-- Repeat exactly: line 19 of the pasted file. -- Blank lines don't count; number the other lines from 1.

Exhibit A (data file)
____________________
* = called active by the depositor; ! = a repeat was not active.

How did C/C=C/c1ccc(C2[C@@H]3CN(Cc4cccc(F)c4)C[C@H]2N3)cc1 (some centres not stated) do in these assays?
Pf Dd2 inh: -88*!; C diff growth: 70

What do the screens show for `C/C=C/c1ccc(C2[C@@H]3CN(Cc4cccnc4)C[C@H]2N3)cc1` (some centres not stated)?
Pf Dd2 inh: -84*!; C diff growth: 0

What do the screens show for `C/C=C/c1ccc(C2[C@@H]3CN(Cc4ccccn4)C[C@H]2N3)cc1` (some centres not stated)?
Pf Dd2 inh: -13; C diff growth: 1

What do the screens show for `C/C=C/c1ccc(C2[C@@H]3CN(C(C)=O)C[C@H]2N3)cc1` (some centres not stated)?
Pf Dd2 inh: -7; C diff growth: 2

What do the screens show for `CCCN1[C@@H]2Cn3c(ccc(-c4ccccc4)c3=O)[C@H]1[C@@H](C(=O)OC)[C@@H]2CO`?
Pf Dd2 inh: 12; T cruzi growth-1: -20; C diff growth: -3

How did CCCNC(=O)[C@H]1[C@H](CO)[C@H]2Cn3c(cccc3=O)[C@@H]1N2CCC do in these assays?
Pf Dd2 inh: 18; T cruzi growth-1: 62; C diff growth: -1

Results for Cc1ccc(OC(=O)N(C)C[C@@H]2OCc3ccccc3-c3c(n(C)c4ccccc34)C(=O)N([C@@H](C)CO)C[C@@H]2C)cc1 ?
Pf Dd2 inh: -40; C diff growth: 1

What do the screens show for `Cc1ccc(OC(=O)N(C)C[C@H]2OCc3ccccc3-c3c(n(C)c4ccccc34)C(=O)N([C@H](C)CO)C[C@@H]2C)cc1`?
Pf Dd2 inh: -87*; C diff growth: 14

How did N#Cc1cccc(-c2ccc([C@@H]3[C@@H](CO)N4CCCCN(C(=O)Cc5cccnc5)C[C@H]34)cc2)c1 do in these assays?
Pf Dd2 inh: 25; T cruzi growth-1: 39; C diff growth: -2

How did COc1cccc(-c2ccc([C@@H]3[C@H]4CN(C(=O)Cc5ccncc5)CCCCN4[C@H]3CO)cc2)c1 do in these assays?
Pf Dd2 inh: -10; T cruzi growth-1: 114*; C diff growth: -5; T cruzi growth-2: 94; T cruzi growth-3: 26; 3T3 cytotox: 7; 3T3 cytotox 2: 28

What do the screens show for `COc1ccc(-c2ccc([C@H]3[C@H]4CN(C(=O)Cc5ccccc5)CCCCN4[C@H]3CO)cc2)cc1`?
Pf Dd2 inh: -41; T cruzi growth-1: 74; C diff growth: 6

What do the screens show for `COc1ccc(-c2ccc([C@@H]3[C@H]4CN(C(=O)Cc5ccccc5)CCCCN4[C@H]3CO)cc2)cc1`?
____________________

Pf Dd2 inh: 25; T cruzi growth-1: 39; C diff growth: -2